Varying class size and locations: Classes may be as small as 20 people or as large as 200. Students will need extra time to find and get to their classes. Suggest they leave early to get a seat and a parking space. You could also lend them your copy of the campus map.
Emphasis on critical thinking: Students are expected not only to understand and remember what they read or what they hear in the classroom, but also to analyze it and think critically. Ask what they think about what they are learning. Encourage participation in class discussion, forming opinions and evaluating ideas.
Less time in class; more independent study. Many instructors will expect a significant investment of time spent outside of class on readings, assignments and studying. It’s not unusual to spend 10–15 hours outside of class, in addition to the average 15 hours a week in class. That adds up to 30 hours a week — pretty much a full time job.
Am I smart enough? As the first class gets closer, your student’s anxiety and doubts may increase. Reassure your son or daughter that university is nothing to be afraid of; students will be given every opportunity to succeed. Help your student set realistic expectations.
Time management. Despite the many demands they will have on their time, students’ studies need to be their first priority. Encourage them to make time for their studies, well as finding a healthy balance between academics, fitness, part-time work and extra-curricular activities. This will help them get the most from their university experience.
Financial challenges. The Financial Aid Office has resources on their web site to help students prepare a budget. Before they leave home, students should develop a realistic plan for managing their finances, including debit and credit cards.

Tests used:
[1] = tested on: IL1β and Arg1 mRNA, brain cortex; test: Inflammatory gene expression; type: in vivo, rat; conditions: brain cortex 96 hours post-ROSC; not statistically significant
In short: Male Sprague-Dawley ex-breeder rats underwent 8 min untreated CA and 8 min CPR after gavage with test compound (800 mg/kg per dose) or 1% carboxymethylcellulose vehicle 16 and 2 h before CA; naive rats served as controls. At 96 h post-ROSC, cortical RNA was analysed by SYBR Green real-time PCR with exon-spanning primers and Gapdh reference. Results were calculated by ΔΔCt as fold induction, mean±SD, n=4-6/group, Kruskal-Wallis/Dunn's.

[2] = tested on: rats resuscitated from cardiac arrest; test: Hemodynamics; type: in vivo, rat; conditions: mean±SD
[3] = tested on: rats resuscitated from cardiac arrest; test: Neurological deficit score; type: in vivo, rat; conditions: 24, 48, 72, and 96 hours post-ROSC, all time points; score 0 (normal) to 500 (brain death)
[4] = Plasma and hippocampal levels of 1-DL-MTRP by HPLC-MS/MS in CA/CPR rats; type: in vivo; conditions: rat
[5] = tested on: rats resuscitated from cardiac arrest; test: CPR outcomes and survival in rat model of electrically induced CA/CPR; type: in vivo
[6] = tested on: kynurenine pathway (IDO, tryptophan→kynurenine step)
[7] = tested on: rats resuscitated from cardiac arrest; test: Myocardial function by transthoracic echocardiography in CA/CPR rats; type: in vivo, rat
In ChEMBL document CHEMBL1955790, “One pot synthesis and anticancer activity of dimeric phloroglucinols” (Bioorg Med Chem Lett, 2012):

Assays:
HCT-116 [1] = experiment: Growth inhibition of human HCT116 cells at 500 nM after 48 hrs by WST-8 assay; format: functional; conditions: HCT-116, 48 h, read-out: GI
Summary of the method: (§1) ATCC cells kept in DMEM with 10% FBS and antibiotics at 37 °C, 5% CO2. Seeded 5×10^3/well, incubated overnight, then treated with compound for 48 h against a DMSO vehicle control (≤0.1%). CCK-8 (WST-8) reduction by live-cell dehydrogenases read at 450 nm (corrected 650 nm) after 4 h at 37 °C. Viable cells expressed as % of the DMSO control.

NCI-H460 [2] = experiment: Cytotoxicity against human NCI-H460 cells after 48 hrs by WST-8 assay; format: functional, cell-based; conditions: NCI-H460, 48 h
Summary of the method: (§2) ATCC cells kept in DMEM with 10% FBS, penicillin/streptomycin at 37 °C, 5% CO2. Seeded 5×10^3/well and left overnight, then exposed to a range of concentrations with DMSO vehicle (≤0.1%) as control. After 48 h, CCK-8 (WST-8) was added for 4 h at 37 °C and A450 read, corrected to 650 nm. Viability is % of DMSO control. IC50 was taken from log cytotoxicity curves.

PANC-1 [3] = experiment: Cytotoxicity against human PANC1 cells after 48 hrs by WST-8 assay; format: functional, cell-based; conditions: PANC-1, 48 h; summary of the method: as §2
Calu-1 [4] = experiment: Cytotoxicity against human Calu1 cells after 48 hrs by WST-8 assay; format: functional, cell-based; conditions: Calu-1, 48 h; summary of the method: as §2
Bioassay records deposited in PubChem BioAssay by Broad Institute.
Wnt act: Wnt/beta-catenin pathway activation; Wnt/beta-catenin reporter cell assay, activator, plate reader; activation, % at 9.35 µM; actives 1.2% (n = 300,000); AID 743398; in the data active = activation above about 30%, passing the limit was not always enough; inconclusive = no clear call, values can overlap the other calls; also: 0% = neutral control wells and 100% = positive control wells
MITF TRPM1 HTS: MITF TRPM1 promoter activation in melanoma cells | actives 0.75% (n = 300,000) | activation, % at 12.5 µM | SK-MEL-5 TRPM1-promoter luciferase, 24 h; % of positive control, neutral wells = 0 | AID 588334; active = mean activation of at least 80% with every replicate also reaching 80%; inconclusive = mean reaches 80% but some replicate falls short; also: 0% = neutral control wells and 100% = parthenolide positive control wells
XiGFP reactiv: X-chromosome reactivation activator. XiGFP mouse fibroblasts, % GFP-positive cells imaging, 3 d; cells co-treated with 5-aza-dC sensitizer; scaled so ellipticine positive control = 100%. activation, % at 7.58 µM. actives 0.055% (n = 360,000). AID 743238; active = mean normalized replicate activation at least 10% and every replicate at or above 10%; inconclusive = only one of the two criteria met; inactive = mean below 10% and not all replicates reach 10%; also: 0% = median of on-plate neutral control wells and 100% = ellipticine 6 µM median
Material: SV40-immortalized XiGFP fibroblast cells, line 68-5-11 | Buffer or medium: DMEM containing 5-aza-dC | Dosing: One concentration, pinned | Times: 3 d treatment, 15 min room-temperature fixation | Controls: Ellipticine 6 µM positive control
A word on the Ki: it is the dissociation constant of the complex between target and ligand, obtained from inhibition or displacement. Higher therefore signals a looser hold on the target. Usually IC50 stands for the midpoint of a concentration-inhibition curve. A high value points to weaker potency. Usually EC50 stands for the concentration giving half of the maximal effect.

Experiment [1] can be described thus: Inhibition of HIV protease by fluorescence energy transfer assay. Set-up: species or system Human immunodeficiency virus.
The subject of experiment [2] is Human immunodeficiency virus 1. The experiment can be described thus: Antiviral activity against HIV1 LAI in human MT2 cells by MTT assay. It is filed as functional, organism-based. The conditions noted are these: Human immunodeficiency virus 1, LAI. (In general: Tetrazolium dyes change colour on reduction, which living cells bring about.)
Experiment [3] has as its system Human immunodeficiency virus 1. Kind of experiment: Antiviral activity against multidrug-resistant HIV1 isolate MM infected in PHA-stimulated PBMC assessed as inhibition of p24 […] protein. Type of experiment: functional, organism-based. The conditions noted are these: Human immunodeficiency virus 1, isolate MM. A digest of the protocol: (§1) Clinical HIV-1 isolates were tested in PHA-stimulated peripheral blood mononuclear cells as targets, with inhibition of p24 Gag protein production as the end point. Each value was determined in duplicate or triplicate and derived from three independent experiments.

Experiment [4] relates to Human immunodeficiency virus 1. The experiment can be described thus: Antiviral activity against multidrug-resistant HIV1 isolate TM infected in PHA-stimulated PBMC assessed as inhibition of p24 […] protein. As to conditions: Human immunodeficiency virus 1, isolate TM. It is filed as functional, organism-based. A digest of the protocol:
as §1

Self-reliance. Make sure your student has basic laundering, housekeeping, organization and accounting skills before leaving home. Resist the urge to do these things for them when they come home.
Living away from home. Whether your student lives in residence or in off campus housing, there’s a lot for them to learn when living outside the family home. For the first time they will be living with people who don’t love them unconditionally. Discuss living with others–respect for property and privacy, sharing, contributing and open communication as a way to solve conflict.
Fitting in and finding friends. Finding new friends might be uncomfortable, but it is essential to personal growth. Encourage getting out and getting involved. Remind your student that it takes time to get to meet and know people. Acknowledge their pain of missing old friends and offer reassurance them that losing touch with some of them is normal and to be expected.
Staying healthy. Remind your student that stress relief is free, sleep is a must, and that the brain is a muscle that needs to be fed – eat well! There are medical services on campus, lots of healthy ways to relieve stress, and lots of healthy food options. Encourage making responsible choices.